If you were to figure up all of the different kinds of missed targets you have ever fired on, which kind of shot would it be? Would it be the first shot of a skeet round? The first shot on a single Rabbit target? Maybe it is the first target of a pair or the second target of a pair. Aha! I thought so! All of my friends and acquaintances have far and away (myself included) missed more second shots on most kinds of doubles in all the years we have been shooting clay birds and live birds, too.
If you have read many gun reviews on any firearm designed to be fired from the shoulder, I am sure you have read the standard factory stock that comes with a shotgun or rifle is designed with dimensions intended to fit “Joe Average”. Well, you probably have also learned that Joe Average doesn’t exist and just about everyone gets a gun that does not fit them. Subsequently, the newbie shooters with new guns are always taking shots with little chance of success.
This year is my 30th year of competitive skeet shooting.
When I first started skeet shooting, not only did I not have a regular squad, I was so new to the game I did not know any of the regular competitors. Naturally, the longer I shot, the more competitive shooters I became acquainted with.
Every month from April to October, I hold an introductory shotgun clinic for individuals new to the clay target disciplines. A large majority of the individuals taking this clinic are people who do not own, and have never shot, a shotgun. Therefore, in order to take the clinic they rent a shotgun from the range. The shotguns the range rents are standard off-the-shelf field over/under shotguns. These shotguns come with industry standard stock dimensions which are meant to fit all shooters.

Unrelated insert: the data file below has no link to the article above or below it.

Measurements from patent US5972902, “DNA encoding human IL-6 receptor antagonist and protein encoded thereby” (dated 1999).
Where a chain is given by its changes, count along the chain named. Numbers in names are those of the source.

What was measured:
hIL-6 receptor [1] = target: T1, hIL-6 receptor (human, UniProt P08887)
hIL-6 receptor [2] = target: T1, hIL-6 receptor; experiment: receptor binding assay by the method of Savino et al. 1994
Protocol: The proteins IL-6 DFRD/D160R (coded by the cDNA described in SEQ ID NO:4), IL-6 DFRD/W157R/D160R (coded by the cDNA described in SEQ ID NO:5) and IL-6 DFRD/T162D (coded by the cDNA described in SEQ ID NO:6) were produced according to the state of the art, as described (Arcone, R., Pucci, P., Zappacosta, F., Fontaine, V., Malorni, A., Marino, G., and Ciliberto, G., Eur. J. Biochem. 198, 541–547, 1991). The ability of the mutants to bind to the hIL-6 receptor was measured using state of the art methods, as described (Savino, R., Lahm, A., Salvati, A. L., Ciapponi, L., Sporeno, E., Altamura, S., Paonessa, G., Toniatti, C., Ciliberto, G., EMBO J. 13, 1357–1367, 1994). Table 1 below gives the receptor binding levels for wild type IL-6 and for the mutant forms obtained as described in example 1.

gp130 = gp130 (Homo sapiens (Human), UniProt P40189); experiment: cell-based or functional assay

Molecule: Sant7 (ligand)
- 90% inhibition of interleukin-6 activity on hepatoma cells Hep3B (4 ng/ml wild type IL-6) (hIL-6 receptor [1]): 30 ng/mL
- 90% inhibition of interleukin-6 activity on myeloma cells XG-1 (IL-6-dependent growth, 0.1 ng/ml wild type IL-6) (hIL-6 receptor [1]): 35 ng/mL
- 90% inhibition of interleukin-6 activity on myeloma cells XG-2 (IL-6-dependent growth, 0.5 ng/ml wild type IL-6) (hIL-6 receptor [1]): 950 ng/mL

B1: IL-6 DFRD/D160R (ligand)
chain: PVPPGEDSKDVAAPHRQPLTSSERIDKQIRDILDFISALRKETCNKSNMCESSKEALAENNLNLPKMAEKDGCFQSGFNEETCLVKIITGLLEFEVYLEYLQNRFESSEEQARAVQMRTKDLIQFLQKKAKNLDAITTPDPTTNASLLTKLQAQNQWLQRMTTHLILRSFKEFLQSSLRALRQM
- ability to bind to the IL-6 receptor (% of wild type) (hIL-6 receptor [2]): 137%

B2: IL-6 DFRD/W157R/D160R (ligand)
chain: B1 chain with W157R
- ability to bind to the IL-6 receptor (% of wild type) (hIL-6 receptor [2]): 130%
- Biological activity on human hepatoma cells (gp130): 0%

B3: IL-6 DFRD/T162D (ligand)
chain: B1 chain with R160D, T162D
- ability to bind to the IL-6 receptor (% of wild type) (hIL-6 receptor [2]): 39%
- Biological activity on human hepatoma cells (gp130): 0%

“In my opinion the only way to conquer stage fright is to get up on the stage and play.” —Taylor Swift
Recently I asked a friend of mine, a well-known bluegrass musician, if he ever suffered from stage fright. His answer surprised me when he told me early in his career he was unable to get on stage without having a near panic attack. Eventually, he overcame this problem and what helped him most was the advice of a mentor. He has stuck to it ever since.
Let me start this article off by describing a situation I recently encountered which was the catalyst behind this topic. I arrived at the shotgun range on a day which was extremely windy. Like most shotgun ranges, there were the “regulars” there shooting trap, skeet and sporting clays. However, they were not shooting, they were sitting in the clubhouse complaining about the rounds they shot earlier that day and the low scores they posted as a result of the wind.
For someone interested in starting out in clay target shooting, there are a lot of wrong and a few correct paths to follow. Over my early years, I strolled down both kinds, and perhaps some advice based upon that experience will be helpful.
David Radulovich is clearly at the top of his game. The 25-year-old from Ohio has won top honors in both sporting clays and FITASC. In August, 2018, he was inducted into the Ohio Sporting Clays Association Hall of Fame.
“Give me six hours to chop down a tree and I would spend the first four sharpening the axe.”
—Attributed to A. Lincoln
Part Two: Skill Building
This month’s article is dedicated to the very first thing you are required to do when attending a major ATA-registered tournament: classification. While this may not seem like the most interesting topic for discussion, I assure you it is one of the most important. As a 26-year member of the ATA Central Handicap Committee and a six-year member of the ATA Rules Committee, the past few years I have witnessed a disturbing trend in the increase of handicap score disqualifications.